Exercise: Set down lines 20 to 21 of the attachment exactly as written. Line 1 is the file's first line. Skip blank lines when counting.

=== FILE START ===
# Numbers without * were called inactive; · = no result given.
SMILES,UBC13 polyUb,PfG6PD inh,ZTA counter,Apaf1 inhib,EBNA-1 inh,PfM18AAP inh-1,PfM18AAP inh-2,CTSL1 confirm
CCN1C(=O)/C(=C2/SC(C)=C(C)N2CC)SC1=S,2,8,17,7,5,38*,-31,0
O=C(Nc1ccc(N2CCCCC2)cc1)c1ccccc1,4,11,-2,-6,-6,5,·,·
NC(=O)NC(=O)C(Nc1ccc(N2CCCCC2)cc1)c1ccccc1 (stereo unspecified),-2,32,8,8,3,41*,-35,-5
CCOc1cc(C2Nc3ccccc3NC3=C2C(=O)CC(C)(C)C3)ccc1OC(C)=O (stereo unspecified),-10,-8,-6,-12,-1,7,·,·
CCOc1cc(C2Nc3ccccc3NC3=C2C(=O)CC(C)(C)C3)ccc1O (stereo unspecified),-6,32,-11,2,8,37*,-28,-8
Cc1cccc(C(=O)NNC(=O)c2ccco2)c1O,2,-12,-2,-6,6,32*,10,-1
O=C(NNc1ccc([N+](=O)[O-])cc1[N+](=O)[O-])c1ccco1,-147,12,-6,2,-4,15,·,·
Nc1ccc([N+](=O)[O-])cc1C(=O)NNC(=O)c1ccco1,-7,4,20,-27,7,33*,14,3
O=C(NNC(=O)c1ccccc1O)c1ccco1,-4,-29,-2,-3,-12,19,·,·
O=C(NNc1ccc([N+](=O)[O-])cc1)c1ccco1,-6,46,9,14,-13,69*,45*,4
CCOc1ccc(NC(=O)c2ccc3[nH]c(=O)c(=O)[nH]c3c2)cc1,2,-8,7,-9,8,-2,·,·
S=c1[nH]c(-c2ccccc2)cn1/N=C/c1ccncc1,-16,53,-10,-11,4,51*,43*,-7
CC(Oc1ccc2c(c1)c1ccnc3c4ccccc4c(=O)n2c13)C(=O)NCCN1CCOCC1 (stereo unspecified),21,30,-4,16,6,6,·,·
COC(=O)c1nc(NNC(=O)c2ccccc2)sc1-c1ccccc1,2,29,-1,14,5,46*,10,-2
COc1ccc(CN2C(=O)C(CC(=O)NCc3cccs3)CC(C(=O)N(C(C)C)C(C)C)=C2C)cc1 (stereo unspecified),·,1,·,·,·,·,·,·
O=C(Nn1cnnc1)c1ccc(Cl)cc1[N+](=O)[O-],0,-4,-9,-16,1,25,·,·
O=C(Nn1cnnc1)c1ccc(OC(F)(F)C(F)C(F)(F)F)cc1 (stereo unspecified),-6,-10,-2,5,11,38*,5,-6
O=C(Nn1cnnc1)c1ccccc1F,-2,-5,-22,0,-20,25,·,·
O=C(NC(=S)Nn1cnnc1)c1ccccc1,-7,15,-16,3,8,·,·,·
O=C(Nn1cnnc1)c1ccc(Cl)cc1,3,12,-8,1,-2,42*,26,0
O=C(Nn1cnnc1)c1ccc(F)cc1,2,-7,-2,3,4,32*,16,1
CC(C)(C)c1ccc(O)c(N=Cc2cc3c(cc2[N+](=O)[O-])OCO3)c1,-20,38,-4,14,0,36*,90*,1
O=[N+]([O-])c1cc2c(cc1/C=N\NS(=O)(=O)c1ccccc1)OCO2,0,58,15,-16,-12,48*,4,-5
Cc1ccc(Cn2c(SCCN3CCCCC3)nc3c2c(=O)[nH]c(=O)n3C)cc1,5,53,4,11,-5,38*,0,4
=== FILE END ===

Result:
O=C(Nn1cnnc1)c1ccccc1F,-2,-5,-22,0,-20,25,·,·
O=C(NC(=S)Nn1cnnc1)c1ccccc1,-7,15,-16,3,8,·,·,·